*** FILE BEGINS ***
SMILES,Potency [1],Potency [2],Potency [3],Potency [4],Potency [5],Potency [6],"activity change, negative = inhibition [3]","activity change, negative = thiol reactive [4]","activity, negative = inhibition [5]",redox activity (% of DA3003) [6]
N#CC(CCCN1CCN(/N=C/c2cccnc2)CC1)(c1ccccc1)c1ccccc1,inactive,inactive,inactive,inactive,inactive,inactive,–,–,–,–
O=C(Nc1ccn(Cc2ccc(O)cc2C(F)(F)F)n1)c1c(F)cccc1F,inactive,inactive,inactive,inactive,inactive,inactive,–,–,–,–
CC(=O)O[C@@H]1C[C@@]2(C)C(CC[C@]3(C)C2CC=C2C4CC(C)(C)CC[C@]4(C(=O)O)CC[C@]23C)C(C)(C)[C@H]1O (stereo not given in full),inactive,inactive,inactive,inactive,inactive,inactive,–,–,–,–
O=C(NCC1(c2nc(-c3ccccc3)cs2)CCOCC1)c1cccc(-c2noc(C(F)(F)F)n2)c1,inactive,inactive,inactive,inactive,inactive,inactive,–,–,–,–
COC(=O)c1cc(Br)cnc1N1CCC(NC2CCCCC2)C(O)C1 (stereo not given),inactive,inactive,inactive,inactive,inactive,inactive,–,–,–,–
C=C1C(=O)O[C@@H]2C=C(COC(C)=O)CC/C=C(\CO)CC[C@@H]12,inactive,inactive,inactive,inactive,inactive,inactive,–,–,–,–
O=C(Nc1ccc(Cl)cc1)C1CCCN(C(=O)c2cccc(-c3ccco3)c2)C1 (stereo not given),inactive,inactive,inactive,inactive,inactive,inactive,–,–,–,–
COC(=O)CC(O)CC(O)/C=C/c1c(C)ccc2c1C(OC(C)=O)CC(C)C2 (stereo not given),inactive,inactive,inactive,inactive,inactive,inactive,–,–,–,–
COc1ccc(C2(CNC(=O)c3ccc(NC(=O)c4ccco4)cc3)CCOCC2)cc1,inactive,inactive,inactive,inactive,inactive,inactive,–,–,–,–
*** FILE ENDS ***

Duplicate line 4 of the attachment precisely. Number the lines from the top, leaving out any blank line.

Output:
CC(=O)O[C@@H]1C[C@@]2(C)C(CC[C@]3(C)C2CC=C2C4CC(C)(C)CC[C@]4(C(=O)O)CC[C@]23C)C(C)(C)[C@H]1O (stereo not given in full),inactive,inactive,inactive,inactive,inactive,inactive,–,–,–,–